UPTON was holding its breath this week with flood water at its highest since 1947 and the prospect of more water from the north held back by high tides to the south.

As the water swept through abandoned homes, their owners waited in hotels and rented rooms to count the cost.

At Bury End Farm, the flood destroyed £10,000 worth of maize and devastated grassland, forcing farmer Nick Allen to consider selling his cattle. The maize crop, lost for the third year running, was intended as winter feed for his 160-strong herd, including calves, heifers, milking cows and beef cattle.

"It would cost me more to buy in forage for the cattle than they are worth. We'll just keep a milking herd of 50 or 60 cows and sell the rest," said Mr Allen.

"There's nothing we can do until the spring. We can't take machines on the land after the flood and we can't re-seed the grass until we're sure it won't flood again."

The animals were sheltered in barns on the highest point of the 145-acre farm, where 130 acres were under up to 9ft of water this week.

Mr Allen said sluice gates that normally prevent the River Severn from flooding a surface water drain were causing excess water to back up, so that it was rising faster behind the flood defences than on the Severn itself.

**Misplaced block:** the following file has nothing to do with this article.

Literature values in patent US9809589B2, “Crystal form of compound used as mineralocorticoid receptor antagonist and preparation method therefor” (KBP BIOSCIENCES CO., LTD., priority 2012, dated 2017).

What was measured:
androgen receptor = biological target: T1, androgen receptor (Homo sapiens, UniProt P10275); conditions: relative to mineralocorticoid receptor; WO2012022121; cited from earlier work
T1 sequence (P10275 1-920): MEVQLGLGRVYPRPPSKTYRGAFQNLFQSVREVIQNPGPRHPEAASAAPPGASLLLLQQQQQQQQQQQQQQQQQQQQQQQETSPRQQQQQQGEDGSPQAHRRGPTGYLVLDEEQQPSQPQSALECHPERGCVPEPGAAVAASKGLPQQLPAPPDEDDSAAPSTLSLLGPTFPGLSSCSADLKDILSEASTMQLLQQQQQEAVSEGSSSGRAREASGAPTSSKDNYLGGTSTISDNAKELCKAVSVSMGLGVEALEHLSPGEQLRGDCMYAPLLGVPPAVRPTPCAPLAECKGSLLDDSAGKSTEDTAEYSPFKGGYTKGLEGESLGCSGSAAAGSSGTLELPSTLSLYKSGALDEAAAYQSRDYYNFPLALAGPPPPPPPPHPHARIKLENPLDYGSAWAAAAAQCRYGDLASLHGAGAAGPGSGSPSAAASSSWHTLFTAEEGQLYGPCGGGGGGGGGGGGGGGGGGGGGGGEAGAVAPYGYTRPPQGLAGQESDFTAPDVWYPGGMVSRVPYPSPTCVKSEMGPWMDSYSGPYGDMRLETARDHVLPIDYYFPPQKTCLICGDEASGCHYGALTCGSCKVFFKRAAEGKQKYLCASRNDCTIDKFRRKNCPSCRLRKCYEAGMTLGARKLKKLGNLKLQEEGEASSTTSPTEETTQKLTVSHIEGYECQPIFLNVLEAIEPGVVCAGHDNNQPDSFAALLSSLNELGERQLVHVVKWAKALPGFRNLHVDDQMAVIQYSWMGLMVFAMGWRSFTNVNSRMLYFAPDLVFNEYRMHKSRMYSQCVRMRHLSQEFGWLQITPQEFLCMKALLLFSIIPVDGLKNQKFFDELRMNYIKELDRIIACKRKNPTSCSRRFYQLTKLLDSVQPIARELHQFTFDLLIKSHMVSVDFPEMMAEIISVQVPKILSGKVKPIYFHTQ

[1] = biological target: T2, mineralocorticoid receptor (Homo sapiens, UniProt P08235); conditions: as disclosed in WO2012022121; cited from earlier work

On Thursday morning, the water was just inches away from his living room, at the top of the cellar steps.

Elsewhere in Upton, people found ingenious ways of coping with the flood, including Meals on Wheels organiser Annie Surman, helped by her husband, Peter. They brought hot meals prepared at Beechwood into town by tractor along the flooded Ryall road.

Down river at Uckinghall, Mrs Surman even delivered a meal to one elderly woman by boat.

It belonged to another resident, Pete Gallagher, who said: "Three houses have water in the ground floor and the lane down to the river is 5ft deep.

"Most of the houses down there are above the water but people living there need boats to get out."

Car drivers wanting to get into Upton from east of the river faced a long drive via the Mythe Bridge at Tewkesbury, but pedestrians were being ferried across Upton bridge in Army trucks, courtesy of Worcester Territorial Army's 214 Battery.

Malvern weather watcher Frank Hill said Malvern had the equivalent of two months' rain, or 5 inches, in the past two weeks. He said the town may have had the highest rainfall in the country on Monday when 38mm, or 1 inches, fell in in 24 hours.

"The last time we had such a prolonged spell of rain was in 1960," he said.